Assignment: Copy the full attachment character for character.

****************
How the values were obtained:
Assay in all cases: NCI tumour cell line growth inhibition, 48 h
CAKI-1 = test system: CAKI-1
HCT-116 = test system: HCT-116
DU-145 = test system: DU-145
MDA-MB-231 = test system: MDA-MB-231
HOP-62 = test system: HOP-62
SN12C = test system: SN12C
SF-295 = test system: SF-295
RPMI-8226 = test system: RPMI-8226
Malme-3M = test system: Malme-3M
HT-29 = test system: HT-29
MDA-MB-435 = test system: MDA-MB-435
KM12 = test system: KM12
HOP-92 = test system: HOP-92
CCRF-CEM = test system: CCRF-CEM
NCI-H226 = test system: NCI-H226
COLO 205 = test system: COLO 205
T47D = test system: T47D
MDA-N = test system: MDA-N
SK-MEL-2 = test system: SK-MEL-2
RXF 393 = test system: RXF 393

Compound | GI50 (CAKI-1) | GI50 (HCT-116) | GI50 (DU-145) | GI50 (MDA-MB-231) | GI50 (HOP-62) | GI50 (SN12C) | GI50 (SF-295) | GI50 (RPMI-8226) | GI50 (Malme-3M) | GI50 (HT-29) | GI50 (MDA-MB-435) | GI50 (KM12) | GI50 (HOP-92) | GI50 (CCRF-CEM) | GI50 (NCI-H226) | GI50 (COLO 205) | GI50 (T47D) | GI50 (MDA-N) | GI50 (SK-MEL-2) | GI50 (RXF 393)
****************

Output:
How the values were obtained:
Assay in all cases: NCI tumour cell line growth inhibition, 48 h
CAKI-1 = test system: CAKI-1
HCT-116 = test system: HCT-116
DU-145 = test system: DU-145
MDA-MB-231 = test system: MDA-MB-231
HOP-62 = test system: HOP-62
SN12C = test system: SN12C
SF-295 = test system: SF-295
RPMI-8226 = test system: RPMI-8226
Malme-3M = test system: Malme-3M
HT-29 = test system: HT-29
MDA-MB-435 = test system: MDA-MB-435
KM12 = test system: KM12
HOP-92 = test system: HOP-92
CCRF-CEM = test system: CCRF-CEM
NCI-H226 = test system: NCI-H226
COLO 205 = test system: COLO 205
T47D = test system: T47D
MDA-N = test system: MDA-N
SK-MEL-2 = test system: SK-MEL-2
RXF 393 = test system: RXF 393

Compound | GI50 (CAKI-1) | GI50 (HCT-116) | GI50 (DU-145) | GI50 (MDA-MB-231) | GI50 (HOP-62) | GI50 (SN12C) | GI50 (SF-295) | GI50 (RPMI-8226) | GI50 (Malme-3M) | GI50 (HT-29) | GI50 (MDA-MB-435) | GI50 (KM12) | GI50 (HOP-92) | GI50 (CCRF-CEM) | GI50 (NCI-H226) | GI50 (COLO 205) | GI50 (T47D) | GI50 (MDA-N) | GI50 (SK-MEL-2) | GI50 (RXF 393)